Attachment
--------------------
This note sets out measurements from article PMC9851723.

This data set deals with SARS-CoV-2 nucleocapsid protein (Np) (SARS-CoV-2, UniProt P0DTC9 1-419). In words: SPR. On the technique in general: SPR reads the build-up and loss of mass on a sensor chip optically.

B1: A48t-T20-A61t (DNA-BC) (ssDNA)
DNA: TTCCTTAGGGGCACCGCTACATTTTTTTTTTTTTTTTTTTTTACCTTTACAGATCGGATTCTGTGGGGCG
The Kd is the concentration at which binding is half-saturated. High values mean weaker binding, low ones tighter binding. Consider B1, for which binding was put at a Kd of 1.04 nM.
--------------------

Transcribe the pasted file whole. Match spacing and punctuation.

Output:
This note sets out measurements from article PMC9851723.

This data set deals with SARS-CoV-2 nucleocapsid protein (Np) (SARS-CoV-2, UniProt P0DTC9 1-419). In words: SPR. On the technique in general: SPR reads the build-up and loss of mass on a sensor chip optically.

B1: A48t-T20-A61t (DNA-BC) (ssDNA)
DNA: TTCCTTAGGGGCACCGCTACATTTTTTTTTTTTTTTTTTTTTACCTTTACAGATCGGATTCTGTGGGGCG
The Kd is the concentration at which binding is half-saturated. High values mean weaker binding, low ones tighter binding. Consider B1, for which binding was put at a Kd of 1.04 nM.